miscellaneous > methods

morphometrical analysis1

adult male zebrafish - mature testis
mature testis This image shows part of a screenshot of the used image analysis package (AnalySIS, Soft Imaging System GmbH, Münster, Germany; other (free) programs (e.g. ImageJ) can do the same job). Digital images were loaded into the package, magnification calibrated and adjusted, and testis structures outlined. The package generates a table with figures corresponding to the outlined areas (shown in the left column, x10E7). Each figure was identified with a histological classifier, using three main stages of spermatogenesis: spermatogonium, spermatocyte, and spermatid. Thus the substages spermatogonium A and B, and the substages leptotene, zygotene and pachytene spermatocytes were pooled, as transition of spermatogium to spermatocyte, i.e. initiation of meiosis, and transition of spermatocyte to spermatid, i.e. initiation of final sperm maturation, were considered critical steps, sensitive to endocrine disruption.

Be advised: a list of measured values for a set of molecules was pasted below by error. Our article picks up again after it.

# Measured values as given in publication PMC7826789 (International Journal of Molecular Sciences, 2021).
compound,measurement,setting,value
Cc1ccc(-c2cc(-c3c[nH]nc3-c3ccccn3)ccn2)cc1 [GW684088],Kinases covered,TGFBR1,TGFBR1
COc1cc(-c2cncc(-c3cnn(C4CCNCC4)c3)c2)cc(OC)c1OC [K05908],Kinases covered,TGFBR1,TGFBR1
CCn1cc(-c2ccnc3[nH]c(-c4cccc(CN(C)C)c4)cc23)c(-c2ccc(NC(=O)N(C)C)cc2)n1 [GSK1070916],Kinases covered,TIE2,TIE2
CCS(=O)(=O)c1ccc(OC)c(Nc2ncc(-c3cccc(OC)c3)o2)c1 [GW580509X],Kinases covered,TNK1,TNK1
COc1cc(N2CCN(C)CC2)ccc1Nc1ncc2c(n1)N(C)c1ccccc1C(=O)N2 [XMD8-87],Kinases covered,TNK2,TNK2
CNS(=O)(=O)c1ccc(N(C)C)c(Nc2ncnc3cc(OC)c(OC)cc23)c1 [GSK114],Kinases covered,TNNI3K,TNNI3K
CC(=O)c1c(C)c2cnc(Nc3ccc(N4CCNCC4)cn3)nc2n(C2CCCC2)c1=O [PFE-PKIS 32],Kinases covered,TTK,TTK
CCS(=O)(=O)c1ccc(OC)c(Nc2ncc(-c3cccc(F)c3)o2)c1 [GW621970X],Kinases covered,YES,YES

Further calculations (total area and number for each class, average and relative sizes and numbers) were done in a spreadsheet.

juvenile ovary A similar procedure, although without a classification system, was conducted in the morphometrical analysis of oocyte development in juvenile ovaria. Here, only oocytes with a sectioned nucleus were included. On average, more than 28.5 oocytes were measured. To prevent bias from general underdevelopment in the exposed group, specimen from this group smaller than the smallest fish in the control group were excluded, thus generating groups with equal mean lengths and variance.
Since the area of interest lays in the upper segment of previtellogenic maturation, a cut-off level of 0.0015 mm² was set to exclude an overrepresentation of the smallest development stages; the measurement was also not biased by vitellogenic oocytes, which grow faster than previtellogenic oocytes, because these were not present in the analysed ovaries.

  1. van der Ven-LT, Wester-PW, Vos-JG. Histopathology as a tool for the evaluation of endocrine disruption in zebrafish (Danio rerio). Environ. Toxicol. Chem. 2003;22:908-913.